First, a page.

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Halloween Origins and Pranks of the Past

In just a few short days, it will be Halloween! We here at the library are excited to see all the costumes that people wear for Hallowe’en, and the chance to go out trick-or-treating. This comes from the Scottish and Irish tradition of “guising”, where children would go around from house to house and perform or recite poetry in exchange for food or treats. This tradition as well as dressing up in costume, dates to the 16th century.

The origin of the saying “trick-or-treat” seems to have arisen in central Canada, in Ontario specifically. On November 1st, 1917, a reporter from the Sault Daily Star in Sault Ste. Marie noted the events of the night by saying “Almost everywhere you went last night, particularly in the early part of the evening, you would meet gangs of youngsters out to celebrate. Some of them would have adopted various forms of "camouflage" such as masks or would appear in long trousers and big hats or with long skirts. But others again didn't…"Tricks or treats" you could hear the gangs call out, and if the householder passed out the "coin" for the "treats" his establishment would be immune from attack until another gang came along that knew not of or had no part in the agreement.”[1] This saying was a uniquely Canadian occurrence in the beginning, and then afterwards to the United States, the United Kingdom, and Australia.

In East Gwillimbury and the surrounding area, an unofficial Halloween tradition was to play pranks or to get into mischief on Hallowe’en night. It seems to have been prevalent enough that people would get quite annoyed with the antics employed by the young people in the vicinity. One newspaper correspondent in 1908, writing in the Newmarket Era stated that, “Students who misbehave themselves on Hallowe’en will have the hose turned on them; and the P.M (policeman) will further soak them if arrested.”[2] Most of the time, pranks of this sort were usually minor, such as covering up a homeowner’s windows in soap.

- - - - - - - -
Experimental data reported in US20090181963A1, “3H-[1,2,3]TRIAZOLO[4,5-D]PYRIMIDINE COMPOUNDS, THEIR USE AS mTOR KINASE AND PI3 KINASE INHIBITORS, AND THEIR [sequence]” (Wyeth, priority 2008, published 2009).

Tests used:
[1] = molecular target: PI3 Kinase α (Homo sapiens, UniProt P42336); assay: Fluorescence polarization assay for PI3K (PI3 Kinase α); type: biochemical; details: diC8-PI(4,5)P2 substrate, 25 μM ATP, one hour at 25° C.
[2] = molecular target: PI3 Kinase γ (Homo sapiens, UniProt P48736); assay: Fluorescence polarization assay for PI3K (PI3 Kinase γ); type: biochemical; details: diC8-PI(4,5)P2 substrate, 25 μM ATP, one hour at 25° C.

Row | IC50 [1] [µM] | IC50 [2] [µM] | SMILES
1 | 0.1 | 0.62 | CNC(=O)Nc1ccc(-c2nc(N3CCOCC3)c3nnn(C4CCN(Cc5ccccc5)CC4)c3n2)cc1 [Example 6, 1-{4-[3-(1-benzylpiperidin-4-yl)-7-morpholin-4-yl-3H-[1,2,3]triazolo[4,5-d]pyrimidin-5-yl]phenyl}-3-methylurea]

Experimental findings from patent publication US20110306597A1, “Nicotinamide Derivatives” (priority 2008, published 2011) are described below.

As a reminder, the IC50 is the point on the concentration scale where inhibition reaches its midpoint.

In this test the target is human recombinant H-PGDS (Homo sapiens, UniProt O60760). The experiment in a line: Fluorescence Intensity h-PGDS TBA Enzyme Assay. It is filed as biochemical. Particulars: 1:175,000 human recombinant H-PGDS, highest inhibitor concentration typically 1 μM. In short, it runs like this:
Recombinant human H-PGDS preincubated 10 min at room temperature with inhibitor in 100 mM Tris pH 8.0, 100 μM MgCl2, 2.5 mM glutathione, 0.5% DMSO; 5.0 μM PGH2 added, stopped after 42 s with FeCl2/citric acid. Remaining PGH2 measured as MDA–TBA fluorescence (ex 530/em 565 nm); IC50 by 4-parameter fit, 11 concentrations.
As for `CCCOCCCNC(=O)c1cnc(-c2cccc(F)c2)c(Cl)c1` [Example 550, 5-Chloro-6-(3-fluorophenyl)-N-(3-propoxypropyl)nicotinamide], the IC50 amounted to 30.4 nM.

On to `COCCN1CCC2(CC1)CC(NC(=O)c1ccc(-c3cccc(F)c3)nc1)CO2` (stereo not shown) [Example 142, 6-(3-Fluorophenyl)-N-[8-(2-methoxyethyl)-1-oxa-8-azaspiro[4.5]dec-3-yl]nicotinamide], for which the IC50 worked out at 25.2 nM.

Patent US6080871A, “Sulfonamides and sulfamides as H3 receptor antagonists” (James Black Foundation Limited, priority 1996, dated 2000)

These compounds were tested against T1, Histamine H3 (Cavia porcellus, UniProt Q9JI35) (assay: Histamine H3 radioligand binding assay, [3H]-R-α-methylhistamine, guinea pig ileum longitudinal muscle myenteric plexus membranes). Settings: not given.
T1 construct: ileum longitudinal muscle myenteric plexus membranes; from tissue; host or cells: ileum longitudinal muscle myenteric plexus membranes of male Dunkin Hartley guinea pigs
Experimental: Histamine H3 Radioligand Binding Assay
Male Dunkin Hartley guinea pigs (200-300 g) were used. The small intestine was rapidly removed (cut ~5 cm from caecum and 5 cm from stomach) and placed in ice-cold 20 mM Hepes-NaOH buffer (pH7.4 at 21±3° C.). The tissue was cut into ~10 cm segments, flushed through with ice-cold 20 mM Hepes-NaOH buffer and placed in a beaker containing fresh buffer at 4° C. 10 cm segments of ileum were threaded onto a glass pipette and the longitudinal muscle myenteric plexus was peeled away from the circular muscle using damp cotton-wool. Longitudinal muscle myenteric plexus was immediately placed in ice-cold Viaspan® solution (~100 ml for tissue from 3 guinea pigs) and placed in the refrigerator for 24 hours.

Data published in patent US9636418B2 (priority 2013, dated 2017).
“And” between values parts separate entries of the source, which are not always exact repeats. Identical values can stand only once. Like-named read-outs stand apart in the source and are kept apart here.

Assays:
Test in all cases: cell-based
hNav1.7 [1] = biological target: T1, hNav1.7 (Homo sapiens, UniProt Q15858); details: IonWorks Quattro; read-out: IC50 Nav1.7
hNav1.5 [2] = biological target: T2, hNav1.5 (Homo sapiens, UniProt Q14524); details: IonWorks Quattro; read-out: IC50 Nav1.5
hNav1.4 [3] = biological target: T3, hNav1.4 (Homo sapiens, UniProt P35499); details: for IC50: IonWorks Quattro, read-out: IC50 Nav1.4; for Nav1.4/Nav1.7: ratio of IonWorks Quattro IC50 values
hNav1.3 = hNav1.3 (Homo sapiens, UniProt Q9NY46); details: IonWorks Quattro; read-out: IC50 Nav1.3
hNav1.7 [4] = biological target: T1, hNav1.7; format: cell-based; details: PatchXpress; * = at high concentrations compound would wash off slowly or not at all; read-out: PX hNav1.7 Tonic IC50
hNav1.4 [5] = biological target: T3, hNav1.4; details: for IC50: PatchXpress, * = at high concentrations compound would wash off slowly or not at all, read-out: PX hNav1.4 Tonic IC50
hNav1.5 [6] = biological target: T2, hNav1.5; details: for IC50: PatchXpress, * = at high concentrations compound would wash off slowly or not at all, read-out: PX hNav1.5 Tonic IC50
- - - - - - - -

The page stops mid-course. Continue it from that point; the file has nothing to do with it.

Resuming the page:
In the memoir titled “Holland Landing in the Post War Years”, Bill Watts recalls a favorite prank that was done by the neighbourhood children. You see, in the 1940’s, there was not much in the way of indoor plumbing; thus, most inhabitants of Holland Landing had constructed small outhouses at the rear of their properties. A common practice was to tip over these outhouses, much to the dismay of the homeowners. An unnamed homeowner decided to frustrate their efforts by hiding in his own outhouse; unfortunately, some kids heard about this and instead of tipping the outhouse over on its side as they normally did, the outhouse was tipped face forward, trapping the unfortunate man inside!

There is another story where Bill Watts recalled the time that an entire outhouse was dismantled, carted away, and reassembled on the roof of a neighbor’s barn! Mr. Watts writes that he “often wondered how they managed to get the little building down (or even if they did) and what the owners of the structure did in the meantime, in response to the ‘call of nature.’”[3] Luckily, Hallowe’en pranks are less prevalent now than they were when Mr. Watts was growing up.

Figure 1: Post card showing boys running away from a Halloween costume with a pumpkin head. Date unknown. Image retrieved from Britannica Image Quest.

Do you have any memories of Hallowe’en pranks that took place when you were young? Let us know in the comments section below!

[1] [2] [3] Watts, Grace & Bill Watts. (2004). Holland Landing in the Post War Years (the Mid- 1940’s & Early 50’s). Oshawa: The Label Shop Plus. Page 21.

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